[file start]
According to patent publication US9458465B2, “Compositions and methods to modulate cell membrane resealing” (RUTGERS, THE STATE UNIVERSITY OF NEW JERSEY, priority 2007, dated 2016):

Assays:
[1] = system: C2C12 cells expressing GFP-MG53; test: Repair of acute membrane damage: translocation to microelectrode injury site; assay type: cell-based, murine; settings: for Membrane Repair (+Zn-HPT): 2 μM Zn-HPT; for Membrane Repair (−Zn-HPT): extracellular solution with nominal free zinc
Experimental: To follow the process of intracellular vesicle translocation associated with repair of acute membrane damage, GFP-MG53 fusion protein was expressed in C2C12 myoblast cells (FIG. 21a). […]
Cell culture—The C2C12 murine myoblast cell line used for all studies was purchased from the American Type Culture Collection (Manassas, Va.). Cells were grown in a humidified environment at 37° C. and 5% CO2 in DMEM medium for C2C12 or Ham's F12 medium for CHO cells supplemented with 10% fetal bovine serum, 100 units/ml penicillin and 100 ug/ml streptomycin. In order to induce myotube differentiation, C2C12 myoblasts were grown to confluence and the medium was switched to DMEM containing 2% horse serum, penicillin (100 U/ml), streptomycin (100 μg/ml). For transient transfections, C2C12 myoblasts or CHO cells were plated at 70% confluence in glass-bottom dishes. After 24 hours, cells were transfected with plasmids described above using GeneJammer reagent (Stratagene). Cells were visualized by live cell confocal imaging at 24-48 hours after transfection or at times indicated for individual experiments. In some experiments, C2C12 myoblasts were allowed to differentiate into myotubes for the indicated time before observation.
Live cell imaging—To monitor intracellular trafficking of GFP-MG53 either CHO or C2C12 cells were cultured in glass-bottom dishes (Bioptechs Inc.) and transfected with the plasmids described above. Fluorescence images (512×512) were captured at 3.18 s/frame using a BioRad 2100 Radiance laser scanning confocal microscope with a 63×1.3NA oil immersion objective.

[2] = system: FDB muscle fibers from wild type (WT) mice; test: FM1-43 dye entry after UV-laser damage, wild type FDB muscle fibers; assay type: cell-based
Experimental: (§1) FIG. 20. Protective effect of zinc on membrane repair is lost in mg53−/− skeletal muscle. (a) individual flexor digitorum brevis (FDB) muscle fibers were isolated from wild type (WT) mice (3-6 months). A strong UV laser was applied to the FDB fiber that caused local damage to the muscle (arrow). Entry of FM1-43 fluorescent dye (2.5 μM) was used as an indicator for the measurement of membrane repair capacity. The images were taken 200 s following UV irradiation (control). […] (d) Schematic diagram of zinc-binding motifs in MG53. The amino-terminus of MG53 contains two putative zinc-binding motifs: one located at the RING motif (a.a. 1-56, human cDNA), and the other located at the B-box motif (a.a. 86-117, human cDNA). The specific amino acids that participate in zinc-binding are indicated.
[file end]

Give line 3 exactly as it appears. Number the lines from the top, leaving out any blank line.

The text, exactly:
[1] = system: C2C12 cells expressing GFP-MG53; test: Repair of acute membrane damage: translocation to microelectrode injury site; assay type: cell-based, murine; settings: for Membrane Repair (+Zn-HPT): 2 μM Zn-HPT; for Membrane Repair (−Zn-HPT): extracellular solution with nominal free zinc